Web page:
GTA V glitches won't stop move to cloud gaming

A screenshot from Grand Theft Auto online, of three characters in masks holding guns walking across a bridge at night

Grand Theft Auto V is officially the most expensive video game in history. It took five years for 300 developers, coders and artists to finish the game; an investment which has seen a return in first day sales of £500k and after three days it smashed through the £1 billion barrier.

So, given all the above, why have the cloud servers that deliver the online gaming experience of GTA V been crashing? Surely Rockstar Games (or is that Rockstar North, or maybe Take Two Interactive - ownership of video game development is a complex business these days) must have realised that this was going to be one popular title and when the two week wait between the launch of the game and the launch of the online multiplayer functionality within it was up there was going to be massive demand on the cloud?

My sons have experienced the problems with GTA V online first-hand, from the 'Rockstar Cloud Servers Unavailable' error messages to the freezing during loading the first race which gets you into the online multiplayer experience.

Others have reported getting 'Failed to Host a GTA Online Session' errors and the problem with the servers even seems to have leaked out of the online gameplay and into the console play itself as I have been unable to complete a mission which required me to take photographs with my in-game smartphone, courtesy of messages telling me that my photo album from the Rockstar Social Club cannot be loaded.

For such a big game, with such a vast audience and costing such a huge sum of money surely Rockstar could have done better on the server resilience front? Indeed, given that this type of demand dynamism is exactly why the cloud was used in the first place, it's all a bit confusing.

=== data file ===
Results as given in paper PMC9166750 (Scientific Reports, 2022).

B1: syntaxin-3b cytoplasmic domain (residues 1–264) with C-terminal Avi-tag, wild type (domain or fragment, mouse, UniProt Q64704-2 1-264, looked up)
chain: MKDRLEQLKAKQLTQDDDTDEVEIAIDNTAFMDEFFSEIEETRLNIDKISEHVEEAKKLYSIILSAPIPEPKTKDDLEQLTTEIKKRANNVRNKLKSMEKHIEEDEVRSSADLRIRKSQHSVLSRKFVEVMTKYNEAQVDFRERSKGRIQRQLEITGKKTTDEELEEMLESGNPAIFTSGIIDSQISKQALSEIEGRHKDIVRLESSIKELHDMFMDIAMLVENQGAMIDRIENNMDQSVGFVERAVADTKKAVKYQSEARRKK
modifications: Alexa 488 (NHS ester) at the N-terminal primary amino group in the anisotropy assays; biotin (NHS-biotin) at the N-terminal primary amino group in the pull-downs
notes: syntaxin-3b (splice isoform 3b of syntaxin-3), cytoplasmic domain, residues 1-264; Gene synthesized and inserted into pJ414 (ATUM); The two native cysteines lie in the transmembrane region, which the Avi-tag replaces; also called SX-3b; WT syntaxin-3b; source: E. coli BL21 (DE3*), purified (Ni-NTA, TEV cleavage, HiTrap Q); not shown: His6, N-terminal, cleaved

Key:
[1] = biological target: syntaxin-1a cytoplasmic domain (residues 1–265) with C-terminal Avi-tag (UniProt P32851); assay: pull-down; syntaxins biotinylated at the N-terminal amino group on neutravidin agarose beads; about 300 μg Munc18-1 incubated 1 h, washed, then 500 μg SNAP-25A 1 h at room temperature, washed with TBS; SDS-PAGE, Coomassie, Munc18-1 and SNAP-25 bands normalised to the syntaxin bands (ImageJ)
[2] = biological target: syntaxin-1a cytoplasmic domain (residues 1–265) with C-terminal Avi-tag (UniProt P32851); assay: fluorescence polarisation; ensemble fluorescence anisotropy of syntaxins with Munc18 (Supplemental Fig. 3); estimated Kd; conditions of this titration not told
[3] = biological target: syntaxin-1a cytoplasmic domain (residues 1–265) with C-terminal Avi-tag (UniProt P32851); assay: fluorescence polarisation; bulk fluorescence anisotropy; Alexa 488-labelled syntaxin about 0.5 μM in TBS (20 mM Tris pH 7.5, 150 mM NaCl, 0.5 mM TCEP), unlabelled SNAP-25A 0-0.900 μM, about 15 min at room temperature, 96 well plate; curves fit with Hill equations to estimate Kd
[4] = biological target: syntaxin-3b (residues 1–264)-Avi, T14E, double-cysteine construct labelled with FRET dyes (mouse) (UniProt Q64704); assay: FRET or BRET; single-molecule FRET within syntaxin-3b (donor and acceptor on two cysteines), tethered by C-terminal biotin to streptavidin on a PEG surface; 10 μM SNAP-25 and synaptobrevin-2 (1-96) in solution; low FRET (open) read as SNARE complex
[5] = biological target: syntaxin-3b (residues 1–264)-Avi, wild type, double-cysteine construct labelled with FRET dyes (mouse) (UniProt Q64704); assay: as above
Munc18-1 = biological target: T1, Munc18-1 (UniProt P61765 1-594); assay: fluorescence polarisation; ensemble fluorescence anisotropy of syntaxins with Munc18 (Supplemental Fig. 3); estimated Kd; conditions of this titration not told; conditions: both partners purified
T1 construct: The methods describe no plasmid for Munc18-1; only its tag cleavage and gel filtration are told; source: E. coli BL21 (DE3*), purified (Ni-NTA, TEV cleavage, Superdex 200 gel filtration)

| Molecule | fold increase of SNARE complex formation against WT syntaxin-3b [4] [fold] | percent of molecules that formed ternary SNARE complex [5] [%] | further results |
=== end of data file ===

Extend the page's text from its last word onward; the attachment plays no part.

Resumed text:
Even before the online side of the game launched, Rockstar was warning players to expect "growing pains" and "crazy bugs", putting this down to the inevitability of crashes and glitches in such a massive open-world game. It even admitted to facing "unanticipated additional pressure on the servers" because sales had been high.

Excuse me? Really, Rockstar, really, really? Quite apart from me not believing that Rockstar or any of the companies further up the ownership food chain thought it would be a big seller (if that was the case, why invest so much?), I am frankly gobsmacked at the apparent poor understanding of gaming in the cloud on display here. The Rockstar blog states that the company is working around the clock "to buy and add more servers", yet such fallback resilience should have been built into the original plans even if it did add to the bottom line cost. If you spend £170 developing and marketing a game, is it really too much to expect a lack of penny-pinching in the cloud-provisioning department?

The problem appears to be, from my outsider perspective at least, that Rockstar simply wasn't prepared to handle a couple of million players logging in to the network during the first day or two. Yet the fact that Rockstar hadn't done this before should not be used as an excuse for not getting the network infrastructure scaling and cloud provisioning right.

The point is, others *have* been there, done that and failed miserably in the past. I seem to recall #error37 trending on Twitter a year or so ago when Diablo 3 fans couldn't get online to play for example, and earlier this year Sim City players had to wait half an hour or so to log on in order to play a very sluggish game because too many people had logged on and then played differently to the people during the testing phase, apparently. Maybe, then, it's the testing that is in need of reworking? After all, the Rockstar excuse of not anticipating demand seems very weak given that 25 million copies of the previous game in the series, GTA IV, were sold. Whatever the precise combination of load-testing resources Rockstar put into place, AI bots and human beta testers alike, it obviously didn't work.